Tshirt History

Beginning with the 15th annual contest in 2001, Westmont has given complimentary Tshirts to participating students and teachers. Following is a depiction of the designs used each year. The designs are meant to connect with the number of years the contest has run.

2001—15th Annual Contest A combinatorial identity.

2002—16th Annual Contest A hypercube with its 16 vertices.

2003—17th Annual Contest Gauss’ construction of a regular 17gong.

2004—18th Annual Contest A Celtic knot with 18 crossings.

2005—19th Annual Contest Front: a design illustrating that 19 is a hexagonal number.

2005—19th Annual Contest Back: a formula for H_{n}, the n^{th} hexagonal number, with H_{2} = 19.

2006—20th Annual Contest Front: a net for an icosahedron.

2006—20th Annual Contest Back: an icosahedron and a formula for its volume.

2008—21st Annual Contest Binet’s formula for Fibonacci numbers gives F_{8} = 21.

2009—22nd Annual Contest Maximum number of pieces when cutting a pizza 6 times = 22.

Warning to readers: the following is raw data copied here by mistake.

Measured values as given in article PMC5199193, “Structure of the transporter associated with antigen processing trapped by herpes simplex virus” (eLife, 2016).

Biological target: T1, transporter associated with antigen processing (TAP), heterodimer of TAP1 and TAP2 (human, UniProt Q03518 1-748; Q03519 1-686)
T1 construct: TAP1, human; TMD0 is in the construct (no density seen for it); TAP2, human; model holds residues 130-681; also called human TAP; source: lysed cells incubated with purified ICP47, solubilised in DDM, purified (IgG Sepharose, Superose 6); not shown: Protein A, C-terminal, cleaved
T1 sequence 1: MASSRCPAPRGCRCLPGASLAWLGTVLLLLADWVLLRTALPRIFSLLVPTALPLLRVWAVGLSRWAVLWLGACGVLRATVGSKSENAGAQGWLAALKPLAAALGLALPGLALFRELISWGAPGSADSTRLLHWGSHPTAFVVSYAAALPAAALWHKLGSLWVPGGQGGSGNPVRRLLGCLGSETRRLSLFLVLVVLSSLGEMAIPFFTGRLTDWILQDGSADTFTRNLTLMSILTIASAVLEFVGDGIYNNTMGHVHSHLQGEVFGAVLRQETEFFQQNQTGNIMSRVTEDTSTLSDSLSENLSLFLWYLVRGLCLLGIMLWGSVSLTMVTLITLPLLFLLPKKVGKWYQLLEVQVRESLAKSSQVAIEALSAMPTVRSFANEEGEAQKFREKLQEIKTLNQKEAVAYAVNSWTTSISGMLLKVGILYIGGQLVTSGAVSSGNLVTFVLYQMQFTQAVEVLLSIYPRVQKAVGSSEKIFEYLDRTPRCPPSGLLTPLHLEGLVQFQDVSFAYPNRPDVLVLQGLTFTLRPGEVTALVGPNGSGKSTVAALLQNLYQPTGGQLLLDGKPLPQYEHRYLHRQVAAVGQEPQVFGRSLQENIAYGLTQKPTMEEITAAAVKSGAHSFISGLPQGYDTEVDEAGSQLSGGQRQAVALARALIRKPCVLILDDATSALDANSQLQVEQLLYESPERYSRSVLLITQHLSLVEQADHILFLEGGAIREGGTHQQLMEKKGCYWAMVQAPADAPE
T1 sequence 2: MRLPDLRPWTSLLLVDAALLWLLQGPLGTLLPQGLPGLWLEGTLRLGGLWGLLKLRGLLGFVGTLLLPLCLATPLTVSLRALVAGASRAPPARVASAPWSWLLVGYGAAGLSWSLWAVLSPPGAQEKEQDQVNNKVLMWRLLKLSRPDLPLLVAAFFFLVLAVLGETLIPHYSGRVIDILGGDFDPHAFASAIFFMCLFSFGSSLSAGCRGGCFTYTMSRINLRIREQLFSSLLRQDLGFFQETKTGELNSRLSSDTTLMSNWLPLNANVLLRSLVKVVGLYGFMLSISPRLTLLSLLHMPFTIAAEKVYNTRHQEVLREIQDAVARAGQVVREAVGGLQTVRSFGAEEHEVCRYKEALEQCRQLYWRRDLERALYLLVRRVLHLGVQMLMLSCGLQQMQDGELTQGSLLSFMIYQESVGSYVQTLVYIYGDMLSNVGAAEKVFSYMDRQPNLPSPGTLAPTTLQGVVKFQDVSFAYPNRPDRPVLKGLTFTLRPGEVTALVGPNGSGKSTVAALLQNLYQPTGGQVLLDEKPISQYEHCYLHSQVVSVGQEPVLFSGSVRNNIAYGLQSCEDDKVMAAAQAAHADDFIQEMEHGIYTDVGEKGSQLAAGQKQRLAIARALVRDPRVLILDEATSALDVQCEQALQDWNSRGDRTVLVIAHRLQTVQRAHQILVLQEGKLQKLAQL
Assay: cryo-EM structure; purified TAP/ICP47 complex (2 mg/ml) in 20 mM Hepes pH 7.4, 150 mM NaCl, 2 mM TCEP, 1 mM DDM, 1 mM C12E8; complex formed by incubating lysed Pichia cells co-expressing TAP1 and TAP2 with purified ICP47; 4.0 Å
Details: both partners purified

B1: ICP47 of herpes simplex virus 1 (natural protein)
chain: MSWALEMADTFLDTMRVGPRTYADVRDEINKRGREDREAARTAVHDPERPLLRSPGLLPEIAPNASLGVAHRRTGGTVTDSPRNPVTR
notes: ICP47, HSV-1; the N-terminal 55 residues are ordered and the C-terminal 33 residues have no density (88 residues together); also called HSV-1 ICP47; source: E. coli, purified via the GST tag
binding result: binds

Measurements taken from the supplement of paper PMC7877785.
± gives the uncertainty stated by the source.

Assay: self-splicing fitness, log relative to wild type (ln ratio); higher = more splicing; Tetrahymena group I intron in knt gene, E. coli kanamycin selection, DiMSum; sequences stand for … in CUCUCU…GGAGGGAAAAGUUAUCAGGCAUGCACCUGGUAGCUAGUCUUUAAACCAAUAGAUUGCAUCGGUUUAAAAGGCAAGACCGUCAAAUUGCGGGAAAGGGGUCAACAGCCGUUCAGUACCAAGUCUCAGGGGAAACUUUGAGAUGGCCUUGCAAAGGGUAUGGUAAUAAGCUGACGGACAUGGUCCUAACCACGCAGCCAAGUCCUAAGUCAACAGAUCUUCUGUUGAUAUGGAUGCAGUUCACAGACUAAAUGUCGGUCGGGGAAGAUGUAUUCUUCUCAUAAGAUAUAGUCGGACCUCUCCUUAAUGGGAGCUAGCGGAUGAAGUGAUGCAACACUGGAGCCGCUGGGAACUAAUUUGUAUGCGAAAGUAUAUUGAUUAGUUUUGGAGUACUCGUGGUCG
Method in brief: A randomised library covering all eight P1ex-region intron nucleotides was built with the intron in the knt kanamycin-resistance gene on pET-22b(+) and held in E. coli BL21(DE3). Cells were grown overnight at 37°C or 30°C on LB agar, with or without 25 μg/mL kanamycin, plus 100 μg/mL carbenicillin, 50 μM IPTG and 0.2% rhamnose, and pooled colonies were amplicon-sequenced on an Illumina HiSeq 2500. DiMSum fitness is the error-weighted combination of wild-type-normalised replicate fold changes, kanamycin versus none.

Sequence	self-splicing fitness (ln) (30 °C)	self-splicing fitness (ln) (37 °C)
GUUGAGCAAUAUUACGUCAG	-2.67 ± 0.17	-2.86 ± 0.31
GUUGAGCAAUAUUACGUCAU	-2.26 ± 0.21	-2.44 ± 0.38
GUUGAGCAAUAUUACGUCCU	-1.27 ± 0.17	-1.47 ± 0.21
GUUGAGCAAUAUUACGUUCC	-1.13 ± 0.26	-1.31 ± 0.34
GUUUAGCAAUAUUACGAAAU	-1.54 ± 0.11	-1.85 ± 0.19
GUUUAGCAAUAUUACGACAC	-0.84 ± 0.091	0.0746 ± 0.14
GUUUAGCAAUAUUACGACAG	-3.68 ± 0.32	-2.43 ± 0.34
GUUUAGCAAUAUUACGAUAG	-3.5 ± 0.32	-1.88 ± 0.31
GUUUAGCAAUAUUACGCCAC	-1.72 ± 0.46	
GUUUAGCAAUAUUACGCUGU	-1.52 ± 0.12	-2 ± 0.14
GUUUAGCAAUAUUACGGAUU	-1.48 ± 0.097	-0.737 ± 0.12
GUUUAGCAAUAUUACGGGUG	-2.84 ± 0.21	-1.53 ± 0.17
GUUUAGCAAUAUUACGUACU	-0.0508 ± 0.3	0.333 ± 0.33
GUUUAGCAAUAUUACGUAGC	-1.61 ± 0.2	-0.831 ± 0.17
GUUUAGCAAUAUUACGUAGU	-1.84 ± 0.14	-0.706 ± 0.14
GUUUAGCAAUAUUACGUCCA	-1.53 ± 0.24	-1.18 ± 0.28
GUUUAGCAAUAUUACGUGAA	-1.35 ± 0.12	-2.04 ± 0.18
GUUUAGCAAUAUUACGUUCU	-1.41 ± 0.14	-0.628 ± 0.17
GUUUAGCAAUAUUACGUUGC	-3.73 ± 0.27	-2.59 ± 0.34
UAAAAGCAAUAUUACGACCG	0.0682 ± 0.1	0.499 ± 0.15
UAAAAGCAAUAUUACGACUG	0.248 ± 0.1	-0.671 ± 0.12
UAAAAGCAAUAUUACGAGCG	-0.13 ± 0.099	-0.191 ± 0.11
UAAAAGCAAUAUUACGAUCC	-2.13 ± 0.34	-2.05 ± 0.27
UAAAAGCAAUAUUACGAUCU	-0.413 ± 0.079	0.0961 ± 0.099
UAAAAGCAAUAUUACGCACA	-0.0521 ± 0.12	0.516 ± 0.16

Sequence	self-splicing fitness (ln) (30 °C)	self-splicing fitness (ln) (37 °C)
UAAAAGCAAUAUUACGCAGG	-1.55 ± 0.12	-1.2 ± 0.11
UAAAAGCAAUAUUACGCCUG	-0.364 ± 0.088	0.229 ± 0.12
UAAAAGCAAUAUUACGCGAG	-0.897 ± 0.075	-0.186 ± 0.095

2010—23rd Annual Contest Relation between 23, e, and π; a skeletal proof showing why π^{e} < e^{π}.

2011—24th Annual Contest A Cayley graph depicting α and β as generators of S_{4}, which has 24 elements.

2012—25th Annual Contest Prime factorization reveals that only perfect squares have an odd number of factors.

2013—26th Annual Contest Front: a net for a rhombicuboctahedron.

2013—26th Annual Contest Back: a rhombicuboctahedron with its 26 faces. Here is a video demo that creates a rhombicuboctahedron from its net.

2014—27th Annual Contest A cube (volume = 27) progresses towards a Menger sponge (fractal dimension ≈ 2.7).

2016—28th Annual Contest Euclid’s Proposition IX.36, with n=3, implies that 28 is a perfect number. For a detailed explanation of the Tshirt, click here.

2017—29th Annual Contest Maximum number of pieces when cutting a pizza 7 times = 29. For a detailed explanation of the Tshirt, click here.